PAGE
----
Freedom Of The Seas accidents and incidents
CruiseMapper's Freedom Of The Seas cruise ship accidents, incidents and law news reports relate to a 4541-passenger vessel owned by Royal Caribbean. Our Freedom Of The Seas accidents page contains reports made by using official data from renown online news media sources, US Coast Guard and Wikipedia.
Here are also reported latest updates on cruise law news related to ashore and shipboard crimes still investigated by the police. Among those could be arrests, filed lawsuits against the shipowner / cruise line company, charges and fines, grievances, settled / withdrawn legal actions, lost cases, etc.
- fire – 2015
- Norovirus (passengers/crew)- 2006 (338 / 46)
- deaths – 2009, 2012 (bus crash in St Maarten), 2013
- injuries/crimes – 2012, 2013, 2016 (2 drug busts)
|26 April 2016||
On April 26, 2016, two male crew were arrested on the ship and charged with cocaine smuggling into the USA (Port Canaveral Florida) from St Maarten. Both crew members (of Jamaican origin, galley workers) admitted making multiple deliveries using drugs-filled sandals. For each delivery they’ve been paid USD 1250.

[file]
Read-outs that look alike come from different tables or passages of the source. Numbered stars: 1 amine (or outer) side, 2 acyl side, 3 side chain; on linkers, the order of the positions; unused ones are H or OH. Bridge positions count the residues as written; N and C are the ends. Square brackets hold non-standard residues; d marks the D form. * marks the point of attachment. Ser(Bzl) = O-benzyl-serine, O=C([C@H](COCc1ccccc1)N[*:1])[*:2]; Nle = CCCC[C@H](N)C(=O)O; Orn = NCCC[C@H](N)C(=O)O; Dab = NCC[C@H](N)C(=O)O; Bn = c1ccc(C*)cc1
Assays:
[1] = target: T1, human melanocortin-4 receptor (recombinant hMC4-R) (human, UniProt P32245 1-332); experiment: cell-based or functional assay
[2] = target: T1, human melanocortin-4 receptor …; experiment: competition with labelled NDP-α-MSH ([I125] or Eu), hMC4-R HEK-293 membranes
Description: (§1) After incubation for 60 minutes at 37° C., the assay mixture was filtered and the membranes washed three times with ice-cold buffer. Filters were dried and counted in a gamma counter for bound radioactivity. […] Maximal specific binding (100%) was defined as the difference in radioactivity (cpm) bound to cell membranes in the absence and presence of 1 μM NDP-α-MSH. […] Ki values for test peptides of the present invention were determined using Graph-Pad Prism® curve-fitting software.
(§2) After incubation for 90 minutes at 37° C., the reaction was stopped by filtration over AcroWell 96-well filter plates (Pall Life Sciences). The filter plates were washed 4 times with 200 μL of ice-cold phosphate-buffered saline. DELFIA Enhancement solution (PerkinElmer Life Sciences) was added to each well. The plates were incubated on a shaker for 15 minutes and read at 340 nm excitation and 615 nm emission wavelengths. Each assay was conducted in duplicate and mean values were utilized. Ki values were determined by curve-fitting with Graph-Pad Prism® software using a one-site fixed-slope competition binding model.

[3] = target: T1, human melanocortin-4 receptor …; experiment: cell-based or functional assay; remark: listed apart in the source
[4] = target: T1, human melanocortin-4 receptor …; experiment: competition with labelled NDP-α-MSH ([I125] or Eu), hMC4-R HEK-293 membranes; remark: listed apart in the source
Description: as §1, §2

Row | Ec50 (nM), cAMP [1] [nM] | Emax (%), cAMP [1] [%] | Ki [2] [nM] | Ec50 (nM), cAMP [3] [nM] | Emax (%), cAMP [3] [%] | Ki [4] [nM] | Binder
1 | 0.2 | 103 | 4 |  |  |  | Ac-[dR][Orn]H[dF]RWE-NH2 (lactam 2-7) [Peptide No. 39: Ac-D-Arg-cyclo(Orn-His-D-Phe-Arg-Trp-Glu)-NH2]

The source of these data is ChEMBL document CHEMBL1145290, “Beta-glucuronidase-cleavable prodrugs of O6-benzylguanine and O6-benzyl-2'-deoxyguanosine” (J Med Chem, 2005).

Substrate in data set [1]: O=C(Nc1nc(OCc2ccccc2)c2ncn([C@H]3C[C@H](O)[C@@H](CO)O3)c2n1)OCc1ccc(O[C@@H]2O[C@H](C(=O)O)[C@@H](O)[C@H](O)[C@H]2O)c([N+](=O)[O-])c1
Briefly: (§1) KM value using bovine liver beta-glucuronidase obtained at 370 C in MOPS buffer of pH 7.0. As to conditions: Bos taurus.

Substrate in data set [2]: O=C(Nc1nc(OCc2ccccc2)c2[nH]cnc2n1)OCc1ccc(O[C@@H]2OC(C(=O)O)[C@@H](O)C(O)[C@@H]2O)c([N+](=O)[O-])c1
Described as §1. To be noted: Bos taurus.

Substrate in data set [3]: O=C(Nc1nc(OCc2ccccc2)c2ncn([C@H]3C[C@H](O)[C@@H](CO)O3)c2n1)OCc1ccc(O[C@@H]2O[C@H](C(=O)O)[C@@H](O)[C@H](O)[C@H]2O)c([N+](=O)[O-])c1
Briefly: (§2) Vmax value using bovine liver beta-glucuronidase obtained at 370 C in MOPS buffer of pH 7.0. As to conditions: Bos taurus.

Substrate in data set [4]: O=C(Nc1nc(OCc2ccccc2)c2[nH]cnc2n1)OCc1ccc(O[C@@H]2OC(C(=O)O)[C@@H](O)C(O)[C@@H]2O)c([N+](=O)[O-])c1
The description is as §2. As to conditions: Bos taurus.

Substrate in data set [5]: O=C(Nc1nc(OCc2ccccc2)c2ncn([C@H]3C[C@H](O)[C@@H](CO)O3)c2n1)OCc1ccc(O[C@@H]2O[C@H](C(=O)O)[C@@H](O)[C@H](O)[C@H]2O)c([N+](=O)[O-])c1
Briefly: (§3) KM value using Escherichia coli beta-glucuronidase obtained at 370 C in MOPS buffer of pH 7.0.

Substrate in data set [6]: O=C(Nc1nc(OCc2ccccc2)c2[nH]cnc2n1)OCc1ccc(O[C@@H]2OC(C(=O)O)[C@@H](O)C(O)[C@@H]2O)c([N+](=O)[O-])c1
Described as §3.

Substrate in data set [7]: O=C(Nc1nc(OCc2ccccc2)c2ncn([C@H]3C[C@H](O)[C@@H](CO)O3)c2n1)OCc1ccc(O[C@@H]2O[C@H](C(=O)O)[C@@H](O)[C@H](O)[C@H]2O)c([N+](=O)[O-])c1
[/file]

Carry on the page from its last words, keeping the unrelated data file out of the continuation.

|15 March 2016||
On May 15, 2016, four female passengers (of US origin) were arrested and charged with cocaine smuggling. The drug bust was in Port Canaveral (Orlando, Florida), while the women were disembarking the ship after a 7-night Western Caribbean cruise with call ports Labadee (Haiti(, Falmouth (Jamaica), Grand Cayman and Cozumel (Mexico).
Over 6,5 kg of the drug were discovered in all 5 vacuum-sealed packages. Custom officers searched one of the women after noticing that her hands were shaking and she was avoiding eye contact. Then the officers searched her travel companions and found the packages with cocaine in each of their bras and girdles.
|22 July 2015||
On July 22, 2015, upon entering into Port Falmouth, Jamaica, the ship experienced a fire incident. Royal Caribbean announced that “a small fire” started in a “mechanical area”. All passengers were gathered to the respective muster stations. No injuries among passengers were reported, but a crew suffered 1-degree burns. The fire broke out at 9:15 am. The ship’s fire suppression system in the area activated immediately and quickly extinguished it. All the vessel’s systems were functioning normally. Freedom was on a 7-day roundtrip itinerary from Port Canaveral to Labadee (Haiti private resort), Falmouth, Grand Cayman and Cozumel.